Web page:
Media reports have coalesced around the concept of a quick strike primarily using Tomahawk cruise missiles fired from surface and submarine vessels operating in the Mediterranean, possibly complemented by heavy bombers. Pictured, Tomahawk launch from USS Sterett.
The strikes would target regime infrastructure, command centers, and artillery batteries. They would likely not target chemical weapon manufacturing or storage facilities because of the risk of collateral damage. Pictured, Syrian government tanks in Damascus.
Such a plan would inflict targeted but serious damage on the Syrian regime without putting U.S. pilots in harm’s way. Pictured, Syrian president Bashar Al Assad meets with army troops.
The Pentagon has confirmed that four Arleigh Burke-class guided-missile destroyers are already in the eastern Mediterranean: The USS Ramage, USS Mahan, USS Gravely, and USS Barry (pictured). A fifth destroyer, USS Stout, is also in the region.
The Arleigh Burke class is built around the Aegis Combat System, a powerful combination of radar and missile technology. A mainstay of the Navy’s surface offense capabilities, there are currently 62 active Arleigh Burke-class vessels in the American inventory. Pictured, USS Barry.
At just over 500 feet in length, Arleigh Burke destroyers can cruise at 30 knots and have a range of up to 4,400 nautical miles. Pictured, USS Ramage.
It is likely that at least one submarine is also in the region, but submarine deployments are rarely made public even during peacetime. Pictured, the USS Florida, which took part in operations against Libya in 2011.
The Tomahawk flies at speeds of up to 550 miles per hour and as low as 50 feet to avoid enemy air defenses. With a range of approximately 1,500 miles, it could hit any target in Syria.
The latest generation of Tomahawk missile can loiter over the battlespace for hours, transmit battle-damage assessments, and be re-targeted in flight.
The Tomahawk can carry a single, 1,000-pound warhead or drop smaller bomblets in precision strikes. Pictured, a Tomahawk launches from USS Shoup.
The Tomahawk can also be fired from submarines while submerged. Pictured, a Tomahawk launch from USS Pasadena.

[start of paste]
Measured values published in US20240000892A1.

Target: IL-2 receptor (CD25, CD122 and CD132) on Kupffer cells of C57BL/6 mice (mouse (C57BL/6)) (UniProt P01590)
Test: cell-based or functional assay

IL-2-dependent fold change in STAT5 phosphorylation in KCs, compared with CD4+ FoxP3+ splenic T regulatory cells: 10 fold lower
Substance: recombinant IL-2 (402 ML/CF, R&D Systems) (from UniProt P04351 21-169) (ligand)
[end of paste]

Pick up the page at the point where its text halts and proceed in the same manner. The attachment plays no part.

Arleigh Burke destroyers can carry about 90 Tomahawk missiles. Their launches, often at night during the opening moments of a campaign, have been covered by news media since Desert Storm. Pictured, Tomahawk launch from USS Sterett.
The Tomahawk has been a workhorse of naval combat operations since its debut in 1991 against Iraq in Operation Desert Storm; 288 were fired in that conflict. Pictured, a Tomahawk launches from the battleship USS Wisconsin during Desert Storm.
Tomahawks were used most recently against Libya in Operation Odyssey Dawn, where more than 100 were fired from USS Barry (pictured) and British Royal Navy vessels.
Heavier ordnance would likely be delivered by Air Force B-2 Spirit stealth bombers, which operate out of Whiteman Air Force Base in Missouri.
The B-2 would be preferred for its ability to penetrate advanced air defense systems, a mission for which it was specifically designed. Syria’s air defenses use Soviet-built equipment.
The B-2 can carry 40,000 pounds of guided munitions, in either 500- or 2,000-pound versions. It is refueled in flight to give it intercontinental range.
Air Force fighter aircraft could also be used to launch precision-guided stand-off weapons — such as the AGM-154 Joint Standoff Weapon or AGM-158 Joint Air-to-Surface Standoff Missile — without having to enter Syrian airspace. Pictured, an F-16 deploys the AGM-154.
Fighter aircraft involved in an operation over Syria would include F-15 and F-16 aircraft, and would likely operate from Incirlik Air Base in Turkey and possibly facilities in Jordan. Pictured, an F-15 Eagle.
The Navy could also deploy strike aircraft from two carriers in the region — USS Harry S. Truman and USS Nimitz — which operate in the north Arabian sea, as well as from Sigonella Air Base in Italy. Pictured, an F-18E Super Hornet launches from Truman.
British forces in the Mediterranean are also likely to participate in action against Syria. The British could field strike aircraft from Akrotiri Royal Air Force Station on Cyprus, as well as their own Tomahawk missiles (pictured) launched from Royal Navy vessels.
Drones such as the MQ-1 Predator and MQ-9 Reaper (pictured) would likely play only a small role, if any, mainly to gather intelligence. Their weapons loads are too small to take out any target beside a vehicle.
A strike on Syria would be similar to those undertaken against Libya during Operation Odyssey Dawn in 2011 and against Iraq during Operation Desert Strike in 1998. Pictured, Tomahawk launch from USS Shiloh during Operation Desert Strike.
In Odyssey Dawn, more than 100 Tomahawks were fired from USS Barry and British Royal Navy vessels, while three B-2 bombers struck 45 targets on the opening night of the operation. Pictured, Tomahawk launch from USS Stout during Odyssey Dawn.
Syria has an aggressive air defense capability that could pose a threat to manned bombers. The Syrian air force is estimated to have 365 combat aircraft and 150 anti-aircraft missile batteries, with some 8,000 anti-aircraft missiles at its disposal. Pictured, a Syrian MiG-23 drops bombs in 2011.
Updated: Aug. 28, 2013